Did You Know About Button Gwinett?

Did you know that Button Gwinett, Signer of the Declaration of Independence was the second signer to die and the only one to die by duel? How it came about is an interesting story which involves him becoming governor, ordering a failed military expedition and having his honor slighted.

On March 4, 1777, Governor Bulloch dies and Gwinnett was commissioned President of Georgia. [1]  He was also the Commander-in-Chief of the Georgia Army. As Governor, he receives a letter from John Hancock, which told of George McIntosh’s treasonous behavior, which included supplying the British with rice.  George was the brother of General McIntosh and was also a member of the first Provincial Congress, and the Committee of Safety for Georgia.  President Gwinnett ordered General McIntosh to arrest his brother.  This only adds fuel to their feud.  Gwinnett also directs the Council of Safety to draft a militia and recruit volunteers for a campaign against the British.  He enlisted General McIntosh to lead the expedition, and the idea was to cut off British supplies to the garrison, at St. Augustine’s.  This expedition was bungled by Gwinnett and an inquiry was held which exonerated him.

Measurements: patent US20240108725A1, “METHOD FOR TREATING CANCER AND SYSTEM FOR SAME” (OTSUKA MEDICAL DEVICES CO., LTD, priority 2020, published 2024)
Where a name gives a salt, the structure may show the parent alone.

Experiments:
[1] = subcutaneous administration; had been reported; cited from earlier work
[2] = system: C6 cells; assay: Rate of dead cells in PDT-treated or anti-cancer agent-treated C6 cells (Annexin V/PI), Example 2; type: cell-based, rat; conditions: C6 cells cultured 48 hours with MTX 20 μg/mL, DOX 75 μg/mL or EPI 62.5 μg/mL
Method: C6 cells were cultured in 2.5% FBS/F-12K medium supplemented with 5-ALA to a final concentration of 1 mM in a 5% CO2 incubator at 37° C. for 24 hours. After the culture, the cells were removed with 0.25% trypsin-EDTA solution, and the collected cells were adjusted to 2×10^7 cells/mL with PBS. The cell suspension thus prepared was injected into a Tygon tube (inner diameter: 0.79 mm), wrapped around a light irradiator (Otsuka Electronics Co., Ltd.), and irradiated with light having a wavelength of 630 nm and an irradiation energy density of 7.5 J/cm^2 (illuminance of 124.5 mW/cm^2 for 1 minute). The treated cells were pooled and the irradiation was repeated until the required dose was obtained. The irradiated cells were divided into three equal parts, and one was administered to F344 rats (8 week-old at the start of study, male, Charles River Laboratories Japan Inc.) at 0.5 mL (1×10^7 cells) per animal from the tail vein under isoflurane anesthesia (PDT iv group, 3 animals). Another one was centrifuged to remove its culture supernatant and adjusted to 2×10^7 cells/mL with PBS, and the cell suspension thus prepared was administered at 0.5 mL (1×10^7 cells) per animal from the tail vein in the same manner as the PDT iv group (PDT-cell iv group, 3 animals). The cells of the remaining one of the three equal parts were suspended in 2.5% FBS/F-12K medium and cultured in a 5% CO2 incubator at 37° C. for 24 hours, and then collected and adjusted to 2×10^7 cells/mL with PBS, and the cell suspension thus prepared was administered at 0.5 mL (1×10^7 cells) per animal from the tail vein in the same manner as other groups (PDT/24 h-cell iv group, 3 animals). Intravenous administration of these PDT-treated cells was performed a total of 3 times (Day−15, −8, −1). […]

Unfortunately, this incident cost him the election in May of 1777, and effectively ends his political career.  John A. Treuilen succeeds him as governor, under the new state constitution. That same month, on May 1, General McIntosh calls him, “a scoundrel and lying rascal”[2] in an address to the Georgia General Assembly.  Gwinnett challenges the general to a duel and they meet on May 16, 1777, with their seconds.  They stood about 12 feet apart and Lyman Hall later described the event saying

“they were placed at 10 or 12 foot Distance, Discharged their pistols nearly at the same Time – Each Wounded in the Thigh, Mr. Gwinnett’s thigh broke so that he fell – on which (tis said) the General Asked him if he Chose to Take another Shot – was Answered.  Yes, if they should help him up, – (or words nearly the same)- the Second Interposed – Mr. Gwinnett was bro’t in, the Weather, Extrem Hot – Mortification came on – he languished from that Morning (Friday) till Monday Morning following & Expired.”[3]

General McIntosh was also wounded, but he recovers from his wound and was brought to trial where he would be acquitted.  Upon his acquittal, General Washington orders General McIntosh to Valley Forge, for fear of Gwinnett’s allies taking revenge.

As a result of Gwinnett’s early demise, his autographs are and considered the most expensive of all the signers.

[1] This title is just another variation of for governor or chief executive.

[2] Barthelmas, Della Gray. The Signers of The Declaration of Independence: A Biographical and Genealogical Reference (Jefferson, N.C.; London: McFarland, 2003)

[3] Healey, George H. ALibrary Notes: The Noyes Manuscript of Button Gwinnett.@ Cornell Library Journal, issue 8, 1969, 61